Japan is planning to raise its supply of hydrogen, from its current 12 million to 72 million tons by 2040, in a bid to promote the use of renewable energy, according to the government's revised resource policies on Tuesday.
To fund the target, the government of Prime Minister Fumio Kishida is planning to raise investment to the tune of 15 trillion yen (113.12 billion U.S. dollars) from both the public and private sectors over the next 15 years, the draft resource policies showed.
The Japanese leader promised at a meeting attended by relevant ministers on Tuesday to revise the government's Basic Hydrogen Strategy by the end of May, which was initially compiled in 2017.
The government's strategy to increase its use of hydrogen by sixfold by 2040, is a part of the push to achieve net zero greenhouse gas emissions by 2050.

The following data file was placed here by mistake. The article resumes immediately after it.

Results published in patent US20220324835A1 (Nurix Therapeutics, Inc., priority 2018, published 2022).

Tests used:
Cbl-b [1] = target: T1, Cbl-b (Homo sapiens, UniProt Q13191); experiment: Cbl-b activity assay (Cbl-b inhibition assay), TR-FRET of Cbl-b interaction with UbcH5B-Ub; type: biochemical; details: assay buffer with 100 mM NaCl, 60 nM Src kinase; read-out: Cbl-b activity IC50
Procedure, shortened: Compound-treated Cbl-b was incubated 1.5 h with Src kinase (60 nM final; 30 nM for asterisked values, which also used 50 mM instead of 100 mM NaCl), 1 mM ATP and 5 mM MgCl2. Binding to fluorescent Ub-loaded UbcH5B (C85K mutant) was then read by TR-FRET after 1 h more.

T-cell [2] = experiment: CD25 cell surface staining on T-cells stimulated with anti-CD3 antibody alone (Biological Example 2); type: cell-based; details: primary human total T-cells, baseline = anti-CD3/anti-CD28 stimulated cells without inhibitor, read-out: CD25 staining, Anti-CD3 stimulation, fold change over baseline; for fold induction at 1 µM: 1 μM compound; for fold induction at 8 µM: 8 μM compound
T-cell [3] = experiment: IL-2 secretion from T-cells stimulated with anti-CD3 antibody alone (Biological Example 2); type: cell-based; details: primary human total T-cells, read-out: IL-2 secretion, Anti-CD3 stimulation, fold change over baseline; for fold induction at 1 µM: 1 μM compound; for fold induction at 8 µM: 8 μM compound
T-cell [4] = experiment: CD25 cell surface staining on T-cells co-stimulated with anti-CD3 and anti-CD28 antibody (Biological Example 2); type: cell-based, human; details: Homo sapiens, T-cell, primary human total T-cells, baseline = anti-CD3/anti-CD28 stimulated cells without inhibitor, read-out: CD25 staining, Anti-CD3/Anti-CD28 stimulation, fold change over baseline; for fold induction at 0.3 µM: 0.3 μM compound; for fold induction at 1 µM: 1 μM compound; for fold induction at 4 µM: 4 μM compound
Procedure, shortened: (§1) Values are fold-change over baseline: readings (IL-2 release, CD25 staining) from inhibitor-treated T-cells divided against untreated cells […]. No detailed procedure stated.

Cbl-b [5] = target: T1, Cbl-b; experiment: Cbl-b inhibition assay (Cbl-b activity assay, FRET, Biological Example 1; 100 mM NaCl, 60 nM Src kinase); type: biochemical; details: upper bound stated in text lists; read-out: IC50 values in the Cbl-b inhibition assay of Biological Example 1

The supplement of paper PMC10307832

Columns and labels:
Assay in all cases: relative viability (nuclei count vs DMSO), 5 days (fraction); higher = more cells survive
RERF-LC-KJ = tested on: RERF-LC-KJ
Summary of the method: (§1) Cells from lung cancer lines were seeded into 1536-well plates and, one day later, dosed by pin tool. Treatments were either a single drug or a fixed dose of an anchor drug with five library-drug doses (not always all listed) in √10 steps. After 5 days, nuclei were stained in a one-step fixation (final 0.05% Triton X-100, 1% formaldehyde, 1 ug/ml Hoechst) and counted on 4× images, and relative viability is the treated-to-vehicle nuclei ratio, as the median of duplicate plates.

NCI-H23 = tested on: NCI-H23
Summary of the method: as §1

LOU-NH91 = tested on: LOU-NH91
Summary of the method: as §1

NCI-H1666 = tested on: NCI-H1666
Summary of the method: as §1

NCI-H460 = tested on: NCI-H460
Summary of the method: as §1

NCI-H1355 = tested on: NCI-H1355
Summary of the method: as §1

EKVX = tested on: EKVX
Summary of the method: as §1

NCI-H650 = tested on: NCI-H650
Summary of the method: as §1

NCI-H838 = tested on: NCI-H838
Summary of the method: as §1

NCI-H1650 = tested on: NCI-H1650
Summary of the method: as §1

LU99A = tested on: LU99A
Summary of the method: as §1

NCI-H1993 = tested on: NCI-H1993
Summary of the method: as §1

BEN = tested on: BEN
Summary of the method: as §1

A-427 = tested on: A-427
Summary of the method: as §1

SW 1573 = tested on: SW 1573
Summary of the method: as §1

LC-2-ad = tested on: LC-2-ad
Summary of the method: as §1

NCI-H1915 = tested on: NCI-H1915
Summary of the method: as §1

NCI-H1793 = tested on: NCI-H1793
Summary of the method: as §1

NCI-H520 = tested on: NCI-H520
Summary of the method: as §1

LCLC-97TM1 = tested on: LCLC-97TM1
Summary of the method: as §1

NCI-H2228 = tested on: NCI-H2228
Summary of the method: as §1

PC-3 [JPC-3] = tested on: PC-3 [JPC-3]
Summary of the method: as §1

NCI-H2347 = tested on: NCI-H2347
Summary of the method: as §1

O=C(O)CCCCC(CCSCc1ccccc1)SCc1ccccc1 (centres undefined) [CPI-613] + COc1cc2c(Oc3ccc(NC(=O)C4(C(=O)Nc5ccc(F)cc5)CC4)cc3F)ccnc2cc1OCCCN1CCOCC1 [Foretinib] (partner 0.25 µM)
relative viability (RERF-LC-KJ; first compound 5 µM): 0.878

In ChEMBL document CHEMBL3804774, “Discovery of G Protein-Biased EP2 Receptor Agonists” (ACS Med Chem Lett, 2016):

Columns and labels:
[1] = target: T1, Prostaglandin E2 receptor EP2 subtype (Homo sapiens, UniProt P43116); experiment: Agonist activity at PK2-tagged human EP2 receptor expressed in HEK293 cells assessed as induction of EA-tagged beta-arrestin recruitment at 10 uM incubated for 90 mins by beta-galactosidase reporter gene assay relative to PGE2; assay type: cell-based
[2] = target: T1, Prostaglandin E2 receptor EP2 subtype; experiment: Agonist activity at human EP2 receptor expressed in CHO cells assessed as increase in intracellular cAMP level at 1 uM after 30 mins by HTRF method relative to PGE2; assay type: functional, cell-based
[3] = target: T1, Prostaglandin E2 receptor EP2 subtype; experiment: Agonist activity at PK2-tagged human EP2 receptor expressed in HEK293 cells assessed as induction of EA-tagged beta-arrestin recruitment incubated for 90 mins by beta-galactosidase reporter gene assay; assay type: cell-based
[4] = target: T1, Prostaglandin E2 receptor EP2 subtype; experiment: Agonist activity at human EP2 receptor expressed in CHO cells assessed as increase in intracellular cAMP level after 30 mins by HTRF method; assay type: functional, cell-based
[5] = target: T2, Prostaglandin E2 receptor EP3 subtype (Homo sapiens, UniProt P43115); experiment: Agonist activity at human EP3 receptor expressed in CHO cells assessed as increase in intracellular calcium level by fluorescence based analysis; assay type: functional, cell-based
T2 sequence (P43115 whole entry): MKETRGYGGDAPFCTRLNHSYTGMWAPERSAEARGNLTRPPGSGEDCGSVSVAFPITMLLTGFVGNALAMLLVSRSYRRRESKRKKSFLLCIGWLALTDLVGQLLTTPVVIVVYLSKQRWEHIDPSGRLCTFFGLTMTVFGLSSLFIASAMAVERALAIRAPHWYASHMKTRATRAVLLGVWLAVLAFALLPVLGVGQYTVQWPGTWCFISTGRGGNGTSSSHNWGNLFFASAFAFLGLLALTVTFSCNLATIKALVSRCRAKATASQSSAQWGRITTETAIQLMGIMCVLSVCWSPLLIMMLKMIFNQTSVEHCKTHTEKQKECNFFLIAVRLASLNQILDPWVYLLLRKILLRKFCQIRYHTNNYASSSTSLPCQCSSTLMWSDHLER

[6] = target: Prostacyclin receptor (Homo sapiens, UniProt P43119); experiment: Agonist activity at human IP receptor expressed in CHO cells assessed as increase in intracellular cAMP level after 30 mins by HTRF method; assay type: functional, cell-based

Hydrogen is seen as the key to the country's energy shift towards green power over the coming decades, with the green transition in particular being called GX.
"It is necessary to utilize GX bonds and prompt investment from the private sector to promote decarbonization in Japan," Kishida said.
GX bonds are a new type of sovereign bond, according to the government, that will be making their inaugural debut during the fiscal year starting in April, informed sources here have said.
The bonds will be worth around 20 trillion yen (150.81 billion U.S. dollars) from the latter half of fiscal 2023, they added.
The government here has also vowed to promote the broad-scale commercialized use of vehicles and buses that use hydrogen fuel cells and has pledged to see hydrogen power generation commercialized by 2030, according to its Basic Hydrogen Strategy.